British executives fall short in fat-cat league

THE WIDESPREAD idea that UK executives are overpaid fat cats took a knock yesterday when Monks Partnership, a remuneration consultancy, published a league table showing that British directors are paid around 30 per cent less than their counterparts in Germany, Austria, Spain and Switzerland.

The UK is ranked at only 11th place out of 16 countries, after taking into account pay after tax and the cost of living in each country. The Monks Partnership, an independent consultancy based in Saffron Walden, Essex, surveyed non-Board directors working for companies with an average turnover of pounds 50m.

The survey shows that British directors in this category are roughly level with those in Belgium, Ireland, Netherlands, Greece, France, Portugal and Italy. In contrast, Scandinavian directors' pay is 75 per cent of UK pay levels.

Tony Vernon-Harcourt, the chairman of Monks Partnership, said: "Based on our data, the pay of a director of a pounds 50m subsidiary company is at a broadly similar level to pay in seven out of 15 other western European countries.

"Our figures do, however, only look at cash remuneration. Other elements of the remuneration package such as pension or share options, which are both complex to value, may affect the director's overall position," he said.

For instance, cash salaries tend to be a lot higher in Germany than in the UK, but share options are only just being introduced on the Continent, whereas such options have been commonplace in Britain for more than a decade.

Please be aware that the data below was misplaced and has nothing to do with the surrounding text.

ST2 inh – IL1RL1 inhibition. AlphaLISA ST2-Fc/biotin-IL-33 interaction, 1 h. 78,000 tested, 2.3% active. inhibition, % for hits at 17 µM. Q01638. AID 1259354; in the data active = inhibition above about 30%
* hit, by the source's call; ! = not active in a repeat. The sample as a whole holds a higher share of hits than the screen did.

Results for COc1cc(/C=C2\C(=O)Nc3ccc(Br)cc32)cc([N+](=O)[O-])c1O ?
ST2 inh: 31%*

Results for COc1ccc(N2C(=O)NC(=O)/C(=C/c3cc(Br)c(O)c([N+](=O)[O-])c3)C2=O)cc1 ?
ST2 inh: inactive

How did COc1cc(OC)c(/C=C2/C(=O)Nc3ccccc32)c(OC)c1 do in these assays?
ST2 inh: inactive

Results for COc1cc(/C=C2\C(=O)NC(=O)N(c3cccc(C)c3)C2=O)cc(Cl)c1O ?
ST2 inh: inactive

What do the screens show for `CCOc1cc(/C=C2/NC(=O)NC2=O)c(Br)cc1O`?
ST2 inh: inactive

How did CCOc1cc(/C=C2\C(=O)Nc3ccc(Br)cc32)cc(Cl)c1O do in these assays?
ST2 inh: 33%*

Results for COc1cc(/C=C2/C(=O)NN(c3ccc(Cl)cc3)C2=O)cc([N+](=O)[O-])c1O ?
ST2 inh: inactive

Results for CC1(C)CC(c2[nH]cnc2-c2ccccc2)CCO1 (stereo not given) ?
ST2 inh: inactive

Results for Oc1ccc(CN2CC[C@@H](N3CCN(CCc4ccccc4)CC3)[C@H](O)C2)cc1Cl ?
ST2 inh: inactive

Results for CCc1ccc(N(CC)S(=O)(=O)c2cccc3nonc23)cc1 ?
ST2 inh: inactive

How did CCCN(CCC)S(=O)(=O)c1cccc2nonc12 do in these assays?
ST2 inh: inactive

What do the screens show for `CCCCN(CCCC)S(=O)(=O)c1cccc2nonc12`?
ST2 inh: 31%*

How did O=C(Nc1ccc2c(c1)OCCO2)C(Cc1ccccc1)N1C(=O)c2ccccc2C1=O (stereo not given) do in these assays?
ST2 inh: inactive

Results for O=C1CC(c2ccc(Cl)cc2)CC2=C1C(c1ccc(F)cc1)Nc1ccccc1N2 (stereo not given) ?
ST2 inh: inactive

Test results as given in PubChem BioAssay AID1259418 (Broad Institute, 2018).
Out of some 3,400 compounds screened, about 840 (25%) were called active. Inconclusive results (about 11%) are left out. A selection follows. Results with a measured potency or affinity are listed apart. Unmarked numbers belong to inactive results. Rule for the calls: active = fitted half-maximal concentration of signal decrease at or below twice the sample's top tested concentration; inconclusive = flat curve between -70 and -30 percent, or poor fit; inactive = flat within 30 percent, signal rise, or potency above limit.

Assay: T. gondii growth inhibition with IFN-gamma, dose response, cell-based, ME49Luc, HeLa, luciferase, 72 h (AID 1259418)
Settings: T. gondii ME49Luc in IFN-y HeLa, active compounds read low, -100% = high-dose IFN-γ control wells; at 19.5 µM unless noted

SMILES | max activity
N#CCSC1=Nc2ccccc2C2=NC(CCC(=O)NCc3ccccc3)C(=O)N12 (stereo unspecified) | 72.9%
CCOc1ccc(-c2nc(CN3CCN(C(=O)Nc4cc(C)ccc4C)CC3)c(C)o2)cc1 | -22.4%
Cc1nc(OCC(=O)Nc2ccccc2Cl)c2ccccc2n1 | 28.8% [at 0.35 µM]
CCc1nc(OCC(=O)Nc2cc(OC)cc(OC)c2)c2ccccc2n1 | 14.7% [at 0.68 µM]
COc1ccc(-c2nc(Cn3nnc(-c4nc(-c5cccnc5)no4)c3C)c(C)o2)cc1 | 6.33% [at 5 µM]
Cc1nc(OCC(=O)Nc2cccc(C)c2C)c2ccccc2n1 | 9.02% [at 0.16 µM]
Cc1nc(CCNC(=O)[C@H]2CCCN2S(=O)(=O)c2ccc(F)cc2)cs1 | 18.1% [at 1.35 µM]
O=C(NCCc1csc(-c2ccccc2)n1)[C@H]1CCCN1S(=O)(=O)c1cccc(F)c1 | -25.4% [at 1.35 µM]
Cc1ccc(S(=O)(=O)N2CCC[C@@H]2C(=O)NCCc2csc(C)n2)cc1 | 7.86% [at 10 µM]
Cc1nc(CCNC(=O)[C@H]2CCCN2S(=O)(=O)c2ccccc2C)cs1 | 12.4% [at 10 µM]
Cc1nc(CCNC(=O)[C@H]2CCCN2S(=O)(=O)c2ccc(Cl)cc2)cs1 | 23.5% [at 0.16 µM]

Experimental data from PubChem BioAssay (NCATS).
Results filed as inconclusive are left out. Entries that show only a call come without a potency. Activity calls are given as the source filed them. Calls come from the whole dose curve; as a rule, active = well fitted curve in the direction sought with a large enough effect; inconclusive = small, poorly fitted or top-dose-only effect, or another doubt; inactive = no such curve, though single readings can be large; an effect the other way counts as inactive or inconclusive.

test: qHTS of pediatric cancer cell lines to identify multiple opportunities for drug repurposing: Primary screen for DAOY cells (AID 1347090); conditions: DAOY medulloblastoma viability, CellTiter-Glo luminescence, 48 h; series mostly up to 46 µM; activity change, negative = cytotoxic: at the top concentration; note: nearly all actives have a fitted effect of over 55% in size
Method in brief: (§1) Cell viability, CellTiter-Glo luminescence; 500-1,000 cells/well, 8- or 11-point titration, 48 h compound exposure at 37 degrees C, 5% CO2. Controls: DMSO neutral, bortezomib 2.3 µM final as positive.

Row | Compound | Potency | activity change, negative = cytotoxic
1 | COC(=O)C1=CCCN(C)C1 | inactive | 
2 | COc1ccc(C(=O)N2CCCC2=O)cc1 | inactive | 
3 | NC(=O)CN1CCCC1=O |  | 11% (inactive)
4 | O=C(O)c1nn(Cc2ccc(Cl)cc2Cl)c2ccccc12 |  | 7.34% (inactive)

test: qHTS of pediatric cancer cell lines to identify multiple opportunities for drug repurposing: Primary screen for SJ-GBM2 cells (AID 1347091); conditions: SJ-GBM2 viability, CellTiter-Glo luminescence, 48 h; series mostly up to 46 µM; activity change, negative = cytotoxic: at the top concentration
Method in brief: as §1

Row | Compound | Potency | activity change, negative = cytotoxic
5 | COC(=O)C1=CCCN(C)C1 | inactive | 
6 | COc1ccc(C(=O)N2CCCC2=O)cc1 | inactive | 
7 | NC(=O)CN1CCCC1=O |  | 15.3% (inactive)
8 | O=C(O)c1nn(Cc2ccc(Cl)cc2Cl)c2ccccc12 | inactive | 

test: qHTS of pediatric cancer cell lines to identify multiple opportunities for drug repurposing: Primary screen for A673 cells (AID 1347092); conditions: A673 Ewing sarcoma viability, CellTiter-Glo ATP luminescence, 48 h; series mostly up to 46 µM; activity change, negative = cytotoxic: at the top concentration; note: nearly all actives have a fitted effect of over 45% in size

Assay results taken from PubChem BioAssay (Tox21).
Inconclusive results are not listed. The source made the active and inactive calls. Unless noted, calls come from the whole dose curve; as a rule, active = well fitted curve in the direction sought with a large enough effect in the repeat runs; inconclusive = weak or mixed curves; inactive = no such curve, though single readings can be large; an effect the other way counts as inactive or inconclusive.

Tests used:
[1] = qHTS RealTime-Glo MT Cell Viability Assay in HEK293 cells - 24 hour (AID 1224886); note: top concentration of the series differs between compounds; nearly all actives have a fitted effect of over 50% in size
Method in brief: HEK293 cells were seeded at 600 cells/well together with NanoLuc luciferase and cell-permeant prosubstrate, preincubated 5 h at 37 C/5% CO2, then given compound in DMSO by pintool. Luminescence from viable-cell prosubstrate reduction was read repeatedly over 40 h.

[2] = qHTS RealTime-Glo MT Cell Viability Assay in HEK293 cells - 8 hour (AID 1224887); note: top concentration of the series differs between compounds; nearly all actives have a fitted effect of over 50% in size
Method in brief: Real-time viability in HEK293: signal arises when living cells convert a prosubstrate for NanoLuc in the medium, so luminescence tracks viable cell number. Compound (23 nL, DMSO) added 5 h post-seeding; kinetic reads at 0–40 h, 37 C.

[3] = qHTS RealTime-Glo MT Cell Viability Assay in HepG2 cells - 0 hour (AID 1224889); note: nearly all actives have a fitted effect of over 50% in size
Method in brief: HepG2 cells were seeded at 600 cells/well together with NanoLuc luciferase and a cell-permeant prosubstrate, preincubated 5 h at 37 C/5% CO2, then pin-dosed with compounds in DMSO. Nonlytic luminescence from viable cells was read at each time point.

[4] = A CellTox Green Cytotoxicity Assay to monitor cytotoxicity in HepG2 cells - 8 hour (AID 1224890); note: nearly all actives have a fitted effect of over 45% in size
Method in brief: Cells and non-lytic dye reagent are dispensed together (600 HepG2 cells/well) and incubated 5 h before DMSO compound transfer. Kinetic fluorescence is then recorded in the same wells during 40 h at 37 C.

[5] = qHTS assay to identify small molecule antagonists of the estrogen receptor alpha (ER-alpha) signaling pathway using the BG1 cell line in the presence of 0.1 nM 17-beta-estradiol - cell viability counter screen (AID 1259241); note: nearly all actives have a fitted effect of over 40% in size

Mr Vernon-Harcourt added that the strong pound has probably affected the figures, driving the UK's cost of living up, despite the UK having a relatively low tax regime.

"The big surprise is Spain, which has really shot up the rankings", he said. "Switzerland, Germany and Austria have always tended to be on top, ever since we started doing the league tables in 1988."

He also said that what may be broadly true about pay for directors of a pounds 50m subsidiary may not be true of a parent company. There was also considerably less disclosure about executive pay on the Continent. The only country which approached the UK's openness on this subject was Holland, Mr Vernon-Harcourt said.

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